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Neural and Behavioural PlasticityThe Use of the Domestic Chick as a Model$
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R. J. Andrew

Print publication date: 1991

Print ISBN-13: 9780198521846

Published to Oxford Scholarship Online: March 2012

DOI: 10.1093/acprof:oso/9780198521846.001.0001

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Hemispheric asymmetry of learning-induced changes

Hemispheric asymmetry of learning-induced changes

Chapter:
(p.262) 9 Hemispheric asymmetry of learning-induced changes
Source:
Neural and Behavioural Plasticity
Author(s):

B. J. McCabe

Publisher:
Oxford University Press
DOI:10.1093/acprof:oso/9780198521846.003.0010

Statistical tests for an interaction in a factorial experiment are less sensitive than tests for a corresponding main effect because their associated standard errors are larger. Evidence suggests that the intermediate and medial part of the hyperstriatum ventrale (IMHV) plays a crucial role in the learning process of imprinting and is a site of information storage. The effect of bilateral lesions to IMHV depends on the time relative to training at which the lesions are placed. Also, there is evidence that the left and right eyes of the young chick have access to different brain systems, at least partly located in the right and left sides, respectively, of the brain. There is however no reason to suppose that unequal stimulation of the two eyes – which produces lateralization of visual forebrain connections, visual discrimination learning, and the control of copulation and attack behaviour – is necessary for the hemispheric asymmetry associated with imprinting.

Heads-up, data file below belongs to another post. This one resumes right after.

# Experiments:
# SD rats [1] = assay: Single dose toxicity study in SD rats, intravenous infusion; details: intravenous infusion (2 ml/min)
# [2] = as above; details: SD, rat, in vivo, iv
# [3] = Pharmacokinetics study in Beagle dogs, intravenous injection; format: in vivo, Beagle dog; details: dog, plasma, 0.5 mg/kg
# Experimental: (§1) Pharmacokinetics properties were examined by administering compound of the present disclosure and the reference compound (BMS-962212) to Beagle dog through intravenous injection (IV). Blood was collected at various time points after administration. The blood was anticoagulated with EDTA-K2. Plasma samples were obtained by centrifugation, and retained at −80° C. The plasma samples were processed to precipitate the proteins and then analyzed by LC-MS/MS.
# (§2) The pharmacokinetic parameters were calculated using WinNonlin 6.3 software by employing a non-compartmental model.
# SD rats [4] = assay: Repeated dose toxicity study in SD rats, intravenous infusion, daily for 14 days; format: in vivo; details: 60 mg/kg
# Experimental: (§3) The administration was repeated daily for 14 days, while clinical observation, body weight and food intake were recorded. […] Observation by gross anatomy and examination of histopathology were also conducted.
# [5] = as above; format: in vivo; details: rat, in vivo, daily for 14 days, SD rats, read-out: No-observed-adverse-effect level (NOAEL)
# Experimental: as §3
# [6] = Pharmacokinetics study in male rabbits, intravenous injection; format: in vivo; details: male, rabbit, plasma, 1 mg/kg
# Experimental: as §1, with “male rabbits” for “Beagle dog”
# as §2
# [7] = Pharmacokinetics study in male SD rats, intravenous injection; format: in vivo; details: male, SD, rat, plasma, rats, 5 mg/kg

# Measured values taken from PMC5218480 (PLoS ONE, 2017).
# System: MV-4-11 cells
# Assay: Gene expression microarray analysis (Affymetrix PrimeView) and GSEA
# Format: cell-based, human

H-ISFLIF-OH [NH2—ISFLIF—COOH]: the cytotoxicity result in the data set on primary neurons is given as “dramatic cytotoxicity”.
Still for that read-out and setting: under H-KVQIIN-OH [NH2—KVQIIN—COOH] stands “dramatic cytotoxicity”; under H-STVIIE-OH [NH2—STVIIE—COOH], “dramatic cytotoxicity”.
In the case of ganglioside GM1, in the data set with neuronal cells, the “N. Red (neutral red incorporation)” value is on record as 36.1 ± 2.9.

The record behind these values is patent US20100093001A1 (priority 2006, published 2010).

Keywords:   bilateral lesions, lateralization, visual forebrain, visual discrimination, hemispheric asymmetry, stimulation, learning and control

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